Like most other citrus trees, lemon trees are susceptible to a wide range of pests. Citrus pests can ruin your lemon crop and compromise the lemon tree’s overall health and vitality. Identifying the exact insects that are attacking your lemon tree is essential to properly treating the tree with horticultural oils, insecticides and other methods. Because many lemon tree pests are tiny and difficult to see with the naked eye, try using a magnifying glass when you inspect the tree’s fruits, leaves and branches.
Identify aphid infestations in your lemon trees by looking for cupping or curling and yellowing new-growth leaves. Also look for a sticky, sap-like liquid coating or dripping from the leaves, which is an aphid secretion called honeydew.
Look for rust- or brown-colored rinds on the lemons to identify the citrus rust mite. The citrus rust mite can infest your lemon tree as soon as the fruits begin to develop after the tree blooms.
Look for small, discolored raised spots on the lemon rinds, tree bark and leaves to identify scale insects. Soft scale insects are miniscule. They live on the wood, foliage and fruit, and appear as tiny waxy or crusty bumps during the spring and summer.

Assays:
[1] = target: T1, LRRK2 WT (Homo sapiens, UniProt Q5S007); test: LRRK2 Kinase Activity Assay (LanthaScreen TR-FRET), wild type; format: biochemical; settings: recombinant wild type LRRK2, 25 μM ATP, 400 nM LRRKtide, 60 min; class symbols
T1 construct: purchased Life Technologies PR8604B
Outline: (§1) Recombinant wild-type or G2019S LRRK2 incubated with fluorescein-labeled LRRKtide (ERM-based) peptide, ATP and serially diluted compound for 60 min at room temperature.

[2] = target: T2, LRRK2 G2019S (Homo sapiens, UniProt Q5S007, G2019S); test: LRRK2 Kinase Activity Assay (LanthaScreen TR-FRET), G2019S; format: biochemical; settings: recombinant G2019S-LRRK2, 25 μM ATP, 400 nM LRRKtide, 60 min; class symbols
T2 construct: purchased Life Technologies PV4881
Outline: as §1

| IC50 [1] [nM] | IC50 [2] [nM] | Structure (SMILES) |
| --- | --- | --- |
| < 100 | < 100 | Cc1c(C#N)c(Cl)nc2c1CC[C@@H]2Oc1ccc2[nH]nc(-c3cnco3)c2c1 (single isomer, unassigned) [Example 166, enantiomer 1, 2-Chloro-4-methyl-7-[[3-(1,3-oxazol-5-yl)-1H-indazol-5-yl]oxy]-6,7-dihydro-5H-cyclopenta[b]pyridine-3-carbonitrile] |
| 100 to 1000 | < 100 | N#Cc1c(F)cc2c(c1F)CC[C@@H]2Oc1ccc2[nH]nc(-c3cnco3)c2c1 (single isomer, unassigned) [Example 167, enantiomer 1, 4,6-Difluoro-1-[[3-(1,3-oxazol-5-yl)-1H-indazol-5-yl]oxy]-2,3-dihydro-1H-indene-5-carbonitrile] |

Spot mealybug or cottony cushion scale infestations on your lemon tree by looking for cottony substances collecting around the fruit stems through the summer until harvest time.
Identify spider mites on your lemon tree from the scratched, silvery discoloration on the leaves during the summer and fall.
Study the lemon tree’s leaves for translucent “scales” on the undersides and small, whitish, winged insects to identify whiteflies. The whitefly can infest your lemon tree from spring until fall, its larvae feeding on the leaf sap and causing the leaves to curl.
Look for tiny black insects and spiral formations of eggs on the undersides of the lemon tree’s leaves to identify a blackfly infestation.
Identify the orangedog caterpillar by its brown, 1-1/2 inch to 2-inch body. The Orangedog caterpillar will feed on the lemon tree’s leaves, chewing the leaves around the outer edges.
Spot snail infestations of your lemon trees by looking for holes chewed into the leaves and fruits, as well as sticky snail trails around the lower branches and trunk. Look under the lower branches or beneath fallen leaves around the lemon tree to find the snails.
Look for citrus thrips, which are tiny yellow or orange insects that live on the young leaves and fruits. The lemon tree’s leaves will distort and curl, turning a silvery-grayish color, along with the streaked and damaged fruits. The leaf buds may also appear shriveled and distorted.
Watch out for citrus bud mites and red mites. Citrus red mites are tiny, barely-visible insects that are purple or red and live on the leaves and fruits, while bud mites infest only the fruits.